March 20, 2015

Do Jamie Anderson’s sponsors care she’s not doing the same tricks as Sage Kotsenberg?

Jessica Dalpiaz :

As a female snowboarder, I never thought Sage Kotsenberg was sponsored so that I would buy a Nitro snowboard or Nike boots. I never even thought he was trying to inspire me to do a backside double cork off my heels. Call me crazy.

I’ve had many a debate with my male compatriots who see progression of humans on a snowboard in a linear line, not one separated by the sexes. That’s fine if we are talking about the progression of snowboarding as a whole.  We ladies will admit we would be farther down on that line than we would like, but does this fact have relevance when we talk of marketing or the validity of sponsoring and promoting female athletes?

Brands need women to connect to women. If I see a ripping female snowboarder on a “XYZ” board, I take note. If I see a man ripping on a snowboard I’m impressed, but I’m not curious about what board he’s riding – even if I know that brand also makes women’s boards. I want to know about her snowboard (what kind, size, directional?) and probably ask her about it and why she chose it – especially if I’m looking to buy a new one. The woman doesn’t have to be doing the same most technical tricks as the man in order to elicit this reaction.  It makes no difference that the man is a “better” snowboarder than her.  I still want to know what she’s riding because it relates to me. 70% of women learn about products/services from other women [1].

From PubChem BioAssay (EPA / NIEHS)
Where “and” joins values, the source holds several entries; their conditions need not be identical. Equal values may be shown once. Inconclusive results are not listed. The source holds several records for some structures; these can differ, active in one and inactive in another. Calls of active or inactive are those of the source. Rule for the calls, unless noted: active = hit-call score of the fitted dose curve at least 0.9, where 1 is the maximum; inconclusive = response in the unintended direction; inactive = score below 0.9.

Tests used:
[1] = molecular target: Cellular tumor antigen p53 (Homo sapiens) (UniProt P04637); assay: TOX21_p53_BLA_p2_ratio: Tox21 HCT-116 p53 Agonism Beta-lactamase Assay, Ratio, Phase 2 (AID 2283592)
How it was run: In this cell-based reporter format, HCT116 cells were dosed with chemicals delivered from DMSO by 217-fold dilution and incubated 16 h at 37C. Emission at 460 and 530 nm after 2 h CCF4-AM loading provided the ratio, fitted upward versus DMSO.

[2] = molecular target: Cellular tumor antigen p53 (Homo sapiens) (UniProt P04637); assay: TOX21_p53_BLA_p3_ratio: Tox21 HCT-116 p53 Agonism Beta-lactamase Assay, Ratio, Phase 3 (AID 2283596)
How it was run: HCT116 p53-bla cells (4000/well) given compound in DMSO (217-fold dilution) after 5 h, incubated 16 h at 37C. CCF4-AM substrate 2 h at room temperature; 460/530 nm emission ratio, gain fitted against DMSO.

Marketing using female athletes connects with me on an emotional level. When done right, I really take note of the brand and a little cog in my brain clicks over and I think more highly of the brand, not just the athlete.

In a study by Ben Barry of Cambridge, consumers increased their purchase intentions by over 200 percent when they saw models who reflected them. When models didn’t, consumers decreased their purchase intentions by 64 percent.

Be a brand that inspires more women and girls to take up the sport by promoting women. Women’s professional Snowboarding will progress as the talent pool grows.

Invest in your female consumer and she will pay you back with interest.

Notes:

[1] Center for Women’s Business Research, Washington, DC.

Photo: Jamie Anderson lands her first 1080 at Nine Queens.

Marie France Roy talks embracing the differences in gender at the Not Snowboarding Podcast. “Why is there that expectation? Why does it matter so much? We’re different, physically and mentally, and in society as a whole”. She goes on to say that physically women tend to be more vulnerable to injuries, and mentally there is less of an instinct to take risks the same way. “There is always that little voice in the back of our brain that says ‘this is risky’ – people should appreciate that women are facing these other factors and the fact that they (still) go out there. To see the women at games on those big ass jumps spinning and doing crazy cool tricks… I think its really progressive, even though a lot of people talk shit. I find it very disappointing, for me it’s the most inspiring thing ever and I wish people saw all of the aspects a bit better.”